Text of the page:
Recently, there have been a lot of discussions and interests in the concept of Mobility as a Service (MaaS). Coming from an IT background, I'd like to offer my thoughts and reflections on this emerging concept. Below, I will provide a good working definition of MaaS and discuss it as part of the global economic transition. I will also talk about why it became so popular now and briefly discuss where it is headed.
Figure 1. Graphical representation of MaaS (source: http://www.parliament.uk)
2. Origin of the concept
From what I understand, the concept of MaaS has been actually conceived and developed by computer scientists. (http://www.hp.com/hpinfo/execteam/articles/robison/08eaas.html). "Everything as a service" is a very popular concept in cloud computing industry where there has been an explosion of companies providing services like software as a service, database as a service, platform as a service, etc.
A driving force behind everything as a service is a cloud computing system, coupled with high speed internet and distributed computing system that allows companies to build and deploy IT services without investing on a single hardware infrastructure. Companies can now build their platforms without having to purchase computers, servers, or hire a single IT staff; they can just purchase a virtual server from companies like Amazon Web Services, Microsoft Azure, Google Cloud, or Heroku, and build a very functioning website that can support all their customer needs on demand, including financial transactions, e-commerce, customer relations, and etc.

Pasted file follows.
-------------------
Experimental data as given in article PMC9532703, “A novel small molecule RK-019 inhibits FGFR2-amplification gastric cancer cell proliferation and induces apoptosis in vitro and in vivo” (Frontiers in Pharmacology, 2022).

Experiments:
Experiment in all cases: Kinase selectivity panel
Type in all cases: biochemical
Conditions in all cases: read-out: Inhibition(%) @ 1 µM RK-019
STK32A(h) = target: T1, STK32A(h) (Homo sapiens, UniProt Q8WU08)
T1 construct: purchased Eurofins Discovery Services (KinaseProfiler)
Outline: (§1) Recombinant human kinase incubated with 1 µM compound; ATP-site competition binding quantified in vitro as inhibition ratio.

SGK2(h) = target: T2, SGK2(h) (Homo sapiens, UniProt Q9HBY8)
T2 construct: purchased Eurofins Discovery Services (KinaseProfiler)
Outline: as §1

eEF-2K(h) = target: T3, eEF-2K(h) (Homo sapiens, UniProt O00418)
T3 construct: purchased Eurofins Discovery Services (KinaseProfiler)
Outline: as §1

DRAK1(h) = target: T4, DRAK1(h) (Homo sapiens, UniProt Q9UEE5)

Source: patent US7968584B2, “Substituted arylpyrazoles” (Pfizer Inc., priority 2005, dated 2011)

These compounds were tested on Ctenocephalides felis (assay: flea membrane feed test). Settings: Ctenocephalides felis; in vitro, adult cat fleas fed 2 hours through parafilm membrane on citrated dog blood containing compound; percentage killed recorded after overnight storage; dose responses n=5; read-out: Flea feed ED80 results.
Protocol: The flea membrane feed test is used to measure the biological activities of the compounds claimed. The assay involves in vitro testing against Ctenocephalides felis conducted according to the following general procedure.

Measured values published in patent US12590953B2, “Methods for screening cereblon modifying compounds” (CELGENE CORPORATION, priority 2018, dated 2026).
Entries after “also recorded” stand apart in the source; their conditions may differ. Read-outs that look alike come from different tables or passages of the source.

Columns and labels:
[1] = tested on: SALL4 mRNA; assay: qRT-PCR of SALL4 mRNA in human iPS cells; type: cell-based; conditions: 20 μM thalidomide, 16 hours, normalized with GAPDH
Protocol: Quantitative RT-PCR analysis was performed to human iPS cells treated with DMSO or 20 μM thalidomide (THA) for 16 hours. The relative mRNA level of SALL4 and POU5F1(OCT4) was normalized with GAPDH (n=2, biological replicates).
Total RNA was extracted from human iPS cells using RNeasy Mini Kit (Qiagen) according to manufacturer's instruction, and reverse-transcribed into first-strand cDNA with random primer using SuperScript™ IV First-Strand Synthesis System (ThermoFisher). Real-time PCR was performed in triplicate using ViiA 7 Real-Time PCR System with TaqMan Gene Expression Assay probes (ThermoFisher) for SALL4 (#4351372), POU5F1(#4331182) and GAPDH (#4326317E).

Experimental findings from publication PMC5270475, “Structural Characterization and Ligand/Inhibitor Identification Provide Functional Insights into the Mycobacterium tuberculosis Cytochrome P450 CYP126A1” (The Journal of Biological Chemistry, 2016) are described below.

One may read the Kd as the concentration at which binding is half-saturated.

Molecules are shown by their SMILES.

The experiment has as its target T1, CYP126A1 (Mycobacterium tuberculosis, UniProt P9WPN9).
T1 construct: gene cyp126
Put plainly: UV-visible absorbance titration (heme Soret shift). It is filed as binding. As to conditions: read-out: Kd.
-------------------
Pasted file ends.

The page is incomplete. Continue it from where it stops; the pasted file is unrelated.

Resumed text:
2. What is Mobility as a Service (MaaS)?
Despite this immense popularity of the everything as a service concept in IT industry, transport industry has been lagging behind, and is now playing a catch-up. So, it's not entirely surprising that both the concept and the adoption of MaaS in transport industry have been less clear, and little consensus has been made around its definition. To my understanding, Mobility as a Service (MaaS) is an on-demand intelligent transportation distribution model where a single digital platform offers users with a seamless connection to a variety of transportation services, including but not limited to transit, taxi, bikes, and etc. In other words, MaaS is not mode-specific nor infrastructure-specific; it's about providing users with the most logical way of moving from point A to point B, with the most efficient, cost-effective methods.
Uber is a good example of MaaS because they started their service entirely on a digital platform without even thinking about or investing on a physical infrastructure. They didn't even have a phone number to call for their customer service, just four or five years ago. Their core business model has been dependent on their digital platform, but they are now slowly realizing that they cannot ignore the importance of physical/geographical presence as well as legal/regulatory landscape. To this end, Uber's increasing presence and influence on geopolitics and political economy of labor market are what distinguish them from traditional IT companies, but this is what makes them vulnerable to shifting political sentiment and public opinion.